Date of Award




Document Type

Master's Thesis

Degree Name

Master of Science (MS)


Department of Environmental Health Sciences

Content Description

1 online resource (viii, 167 pages) : illustrations (some color)

Dissertation/Thesis Chair

Michael S Bloom

Committee Members

Beth J. J Feingold, Xiaobo X Romeiko


endocrine disruptors, exposure sources, infertility, phthalates, public health, reproductive health, Polychlorinated biphenyls, Environmental health, Mohawk Indians, People with disabilities

Subject Categories

Environmental Health | Public Health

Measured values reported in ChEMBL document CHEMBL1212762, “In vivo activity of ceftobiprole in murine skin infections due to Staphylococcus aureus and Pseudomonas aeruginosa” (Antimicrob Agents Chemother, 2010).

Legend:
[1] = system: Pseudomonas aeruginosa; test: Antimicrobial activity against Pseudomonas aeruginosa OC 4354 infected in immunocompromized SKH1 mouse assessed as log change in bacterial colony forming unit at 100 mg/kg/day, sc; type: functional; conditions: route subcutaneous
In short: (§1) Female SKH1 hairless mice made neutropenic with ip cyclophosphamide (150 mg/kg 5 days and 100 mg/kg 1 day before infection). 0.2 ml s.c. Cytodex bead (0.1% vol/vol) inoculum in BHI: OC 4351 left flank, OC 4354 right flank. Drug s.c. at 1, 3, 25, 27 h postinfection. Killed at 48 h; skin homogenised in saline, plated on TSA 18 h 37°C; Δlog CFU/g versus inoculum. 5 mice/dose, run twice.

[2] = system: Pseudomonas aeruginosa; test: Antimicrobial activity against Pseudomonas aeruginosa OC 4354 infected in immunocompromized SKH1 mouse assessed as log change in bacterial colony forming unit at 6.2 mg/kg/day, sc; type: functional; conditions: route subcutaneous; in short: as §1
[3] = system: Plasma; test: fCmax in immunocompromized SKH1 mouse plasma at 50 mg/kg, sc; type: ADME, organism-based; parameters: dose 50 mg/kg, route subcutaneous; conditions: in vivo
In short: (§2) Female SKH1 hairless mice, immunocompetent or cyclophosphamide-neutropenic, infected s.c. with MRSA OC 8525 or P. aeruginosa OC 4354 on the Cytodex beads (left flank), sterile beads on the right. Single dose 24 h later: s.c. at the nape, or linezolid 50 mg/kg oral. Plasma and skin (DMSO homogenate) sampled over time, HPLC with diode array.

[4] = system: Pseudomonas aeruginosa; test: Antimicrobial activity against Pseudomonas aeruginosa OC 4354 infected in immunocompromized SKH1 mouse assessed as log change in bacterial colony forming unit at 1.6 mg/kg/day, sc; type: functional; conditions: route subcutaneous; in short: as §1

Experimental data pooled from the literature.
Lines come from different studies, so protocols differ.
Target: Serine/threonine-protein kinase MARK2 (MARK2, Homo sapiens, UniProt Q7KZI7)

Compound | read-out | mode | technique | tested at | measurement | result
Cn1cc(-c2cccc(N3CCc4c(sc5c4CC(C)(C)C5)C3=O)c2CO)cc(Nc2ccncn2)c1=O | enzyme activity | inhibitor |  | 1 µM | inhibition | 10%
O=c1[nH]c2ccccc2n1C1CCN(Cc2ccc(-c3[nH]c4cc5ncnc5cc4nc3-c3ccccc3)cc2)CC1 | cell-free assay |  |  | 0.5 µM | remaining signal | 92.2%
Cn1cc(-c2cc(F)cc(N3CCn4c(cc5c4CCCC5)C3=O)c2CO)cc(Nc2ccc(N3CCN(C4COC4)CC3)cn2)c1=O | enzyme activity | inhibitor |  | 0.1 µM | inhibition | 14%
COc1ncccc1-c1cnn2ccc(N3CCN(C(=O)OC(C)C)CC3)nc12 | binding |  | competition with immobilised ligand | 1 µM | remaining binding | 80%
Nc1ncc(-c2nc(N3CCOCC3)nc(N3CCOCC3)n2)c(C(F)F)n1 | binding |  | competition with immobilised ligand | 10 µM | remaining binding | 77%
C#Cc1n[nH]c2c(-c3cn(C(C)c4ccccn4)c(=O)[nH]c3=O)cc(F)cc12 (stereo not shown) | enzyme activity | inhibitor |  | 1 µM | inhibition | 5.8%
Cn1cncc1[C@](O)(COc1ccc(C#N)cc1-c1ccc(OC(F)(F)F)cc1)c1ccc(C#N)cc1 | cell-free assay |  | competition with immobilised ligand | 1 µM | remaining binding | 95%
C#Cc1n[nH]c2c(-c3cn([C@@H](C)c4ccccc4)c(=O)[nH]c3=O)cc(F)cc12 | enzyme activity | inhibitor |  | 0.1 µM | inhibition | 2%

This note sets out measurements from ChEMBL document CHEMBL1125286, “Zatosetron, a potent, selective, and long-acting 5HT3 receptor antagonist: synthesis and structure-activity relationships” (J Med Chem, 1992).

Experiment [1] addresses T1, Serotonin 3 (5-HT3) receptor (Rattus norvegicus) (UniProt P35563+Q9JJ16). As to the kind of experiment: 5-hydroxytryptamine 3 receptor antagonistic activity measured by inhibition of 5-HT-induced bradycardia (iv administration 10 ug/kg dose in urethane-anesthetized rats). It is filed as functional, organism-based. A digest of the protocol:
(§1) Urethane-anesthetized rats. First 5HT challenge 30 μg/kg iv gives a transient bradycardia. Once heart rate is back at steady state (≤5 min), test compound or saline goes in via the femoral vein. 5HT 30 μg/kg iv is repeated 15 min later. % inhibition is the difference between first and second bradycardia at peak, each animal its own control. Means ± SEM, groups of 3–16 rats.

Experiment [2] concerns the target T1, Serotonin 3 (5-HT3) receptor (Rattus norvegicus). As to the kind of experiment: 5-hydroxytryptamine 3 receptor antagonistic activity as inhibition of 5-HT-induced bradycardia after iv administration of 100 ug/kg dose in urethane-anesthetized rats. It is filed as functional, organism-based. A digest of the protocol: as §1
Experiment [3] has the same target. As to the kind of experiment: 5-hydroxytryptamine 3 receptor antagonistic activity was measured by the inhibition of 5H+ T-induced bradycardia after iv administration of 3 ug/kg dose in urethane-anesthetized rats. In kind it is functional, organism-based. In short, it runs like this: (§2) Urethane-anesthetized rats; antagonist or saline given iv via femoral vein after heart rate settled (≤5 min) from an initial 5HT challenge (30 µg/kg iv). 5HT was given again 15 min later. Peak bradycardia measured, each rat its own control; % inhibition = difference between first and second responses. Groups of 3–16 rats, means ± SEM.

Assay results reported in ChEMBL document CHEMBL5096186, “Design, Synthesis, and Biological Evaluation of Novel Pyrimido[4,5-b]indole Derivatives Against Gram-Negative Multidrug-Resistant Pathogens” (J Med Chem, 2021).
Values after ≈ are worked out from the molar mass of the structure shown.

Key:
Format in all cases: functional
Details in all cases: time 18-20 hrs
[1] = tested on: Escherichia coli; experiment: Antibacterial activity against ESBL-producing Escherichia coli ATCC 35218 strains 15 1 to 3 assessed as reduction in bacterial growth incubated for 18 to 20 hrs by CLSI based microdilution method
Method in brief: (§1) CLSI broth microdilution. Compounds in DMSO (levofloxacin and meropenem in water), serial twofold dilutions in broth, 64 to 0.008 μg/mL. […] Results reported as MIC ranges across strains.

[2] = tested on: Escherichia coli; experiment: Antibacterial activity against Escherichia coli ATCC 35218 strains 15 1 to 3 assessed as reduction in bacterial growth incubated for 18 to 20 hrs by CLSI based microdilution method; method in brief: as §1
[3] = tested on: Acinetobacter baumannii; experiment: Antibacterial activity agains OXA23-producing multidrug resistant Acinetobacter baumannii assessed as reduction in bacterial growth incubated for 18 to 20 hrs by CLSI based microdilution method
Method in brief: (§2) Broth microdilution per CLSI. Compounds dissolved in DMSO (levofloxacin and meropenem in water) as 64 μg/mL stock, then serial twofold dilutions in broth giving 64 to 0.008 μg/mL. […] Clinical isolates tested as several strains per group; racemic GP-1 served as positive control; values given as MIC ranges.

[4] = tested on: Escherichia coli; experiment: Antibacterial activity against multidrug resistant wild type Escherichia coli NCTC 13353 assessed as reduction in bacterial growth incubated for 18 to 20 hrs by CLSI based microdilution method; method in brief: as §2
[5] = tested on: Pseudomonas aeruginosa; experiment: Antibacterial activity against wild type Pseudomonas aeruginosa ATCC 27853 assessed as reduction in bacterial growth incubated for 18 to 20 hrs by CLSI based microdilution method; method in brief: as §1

Phthalates have been implicated as reproductive toxicants in animal models and in human populations. This study examined associations between potential exposure sources and urinary phthalate concentrations among couples undergoing infertility treatment. Women (n=56) and their male partners (n=43) undergoing in vitro fertilization (IVF) were enrolled in a prospective cohort investigation of environmental chemicals and IVF outcomes at an academic medical center. On the day of oocyte retrieval, participants provided urine samples and completed questionnaires detailing use of personal care products (PCPs), and consumption of medications, foods, and beverages in the preceding 24-hours. Urine was analyzed for MEP, MBP, MPP, MHxP, MEHP, MEHHP, MECPP, MiNP, MiDP, MCHP, and MBzP, via liquid chromatography-tandem mass spectrometry. We employed principal component analysis (PCA) to summarize exposure source variables using factors and regression models to estimate associations between the patterns of exposure and urinary phthalates, adjusted for confounding variables. Among women, application of lotions, serums, body wash, cleansers, and nail polish, and consumption of packaged beverages was associated with greater urinary MECPP [β= 0.31 (95% CI: 0.25, 0.37)] and the molar sum DEHP metabolites, including MEHP, MEHHP, and MECPP [∑DEHP; β= 0.23 (95% CI: 0.16, 0.29)]. Among men, daily supplement and allergy medication consumption was associated with greater urinary MECPP, MEHHP, and ∑DEHP concentrations, [β= 0.12 (95% CI: 0.02, 0.21)]. Identifying differences in sources of phthalate exposure among members of IVF couples may help clinicians intervene to reduce exposure as part of a comprehensive strategy to help improve IVF outcomes.